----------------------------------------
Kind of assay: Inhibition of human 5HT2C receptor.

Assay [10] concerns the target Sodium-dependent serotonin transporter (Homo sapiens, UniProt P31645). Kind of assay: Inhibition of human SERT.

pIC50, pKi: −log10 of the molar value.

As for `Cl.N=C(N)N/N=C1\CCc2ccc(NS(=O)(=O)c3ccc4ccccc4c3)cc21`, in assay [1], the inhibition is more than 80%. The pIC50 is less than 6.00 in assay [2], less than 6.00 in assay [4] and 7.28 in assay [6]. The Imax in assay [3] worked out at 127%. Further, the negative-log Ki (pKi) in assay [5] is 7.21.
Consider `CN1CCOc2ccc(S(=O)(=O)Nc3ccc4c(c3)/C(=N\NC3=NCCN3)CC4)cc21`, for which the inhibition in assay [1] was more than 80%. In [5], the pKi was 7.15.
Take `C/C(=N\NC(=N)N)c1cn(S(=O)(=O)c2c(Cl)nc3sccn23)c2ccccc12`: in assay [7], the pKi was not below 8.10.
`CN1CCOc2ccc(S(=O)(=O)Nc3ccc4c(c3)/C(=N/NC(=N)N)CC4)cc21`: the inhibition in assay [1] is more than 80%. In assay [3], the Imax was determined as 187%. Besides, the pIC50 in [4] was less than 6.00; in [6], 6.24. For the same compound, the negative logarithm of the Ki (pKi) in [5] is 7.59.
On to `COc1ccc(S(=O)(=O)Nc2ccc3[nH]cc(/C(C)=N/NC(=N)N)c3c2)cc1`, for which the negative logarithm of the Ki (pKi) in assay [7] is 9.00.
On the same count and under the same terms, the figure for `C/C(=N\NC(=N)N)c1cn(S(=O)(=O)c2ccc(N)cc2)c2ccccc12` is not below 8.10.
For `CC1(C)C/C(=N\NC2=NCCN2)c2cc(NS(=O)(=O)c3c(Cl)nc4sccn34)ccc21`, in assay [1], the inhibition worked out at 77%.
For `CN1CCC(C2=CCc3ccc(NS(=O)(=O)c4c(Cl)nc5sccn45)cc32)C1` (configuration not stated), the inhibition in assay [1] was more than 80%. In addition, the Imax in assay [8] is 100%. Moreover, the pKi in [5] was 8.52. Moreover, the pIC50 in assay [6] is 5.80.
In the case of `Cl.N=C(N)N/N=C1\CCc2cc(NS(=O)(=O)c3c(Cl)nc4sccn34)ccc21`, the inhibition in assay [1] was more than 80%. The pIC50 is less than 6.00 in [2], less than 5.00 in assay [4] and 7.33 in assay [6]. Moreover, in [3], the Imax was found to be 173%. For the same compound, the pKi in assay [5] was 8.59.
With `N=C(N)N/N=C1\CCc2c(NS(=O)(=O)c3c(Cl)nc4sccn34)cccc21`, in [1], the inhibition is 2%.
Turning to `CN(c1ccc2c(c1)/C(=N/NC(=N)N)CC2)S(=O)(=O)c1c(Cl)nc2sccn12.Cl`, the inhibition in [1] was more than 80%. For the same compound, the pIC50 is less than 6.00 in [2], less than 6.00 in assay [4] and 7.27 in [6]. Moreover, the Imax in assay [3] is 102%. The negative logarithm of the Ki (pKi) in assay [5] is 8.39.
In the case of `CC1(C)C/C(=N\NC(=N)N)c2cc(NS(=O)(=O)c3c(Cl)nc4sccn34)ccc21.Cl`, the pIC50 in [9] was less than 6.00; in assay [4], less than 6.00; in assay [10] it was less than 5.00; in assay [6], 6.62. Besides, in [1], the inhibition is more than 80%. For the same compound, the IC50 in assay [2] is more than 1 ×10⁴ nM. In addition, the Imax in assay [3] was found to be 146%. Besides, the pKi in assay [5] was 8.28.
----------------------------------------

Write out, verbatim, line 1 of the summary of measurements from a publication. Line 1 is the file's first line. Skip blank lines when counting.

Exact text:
Kind of assay: Inhibition of human 5HT2C receptor.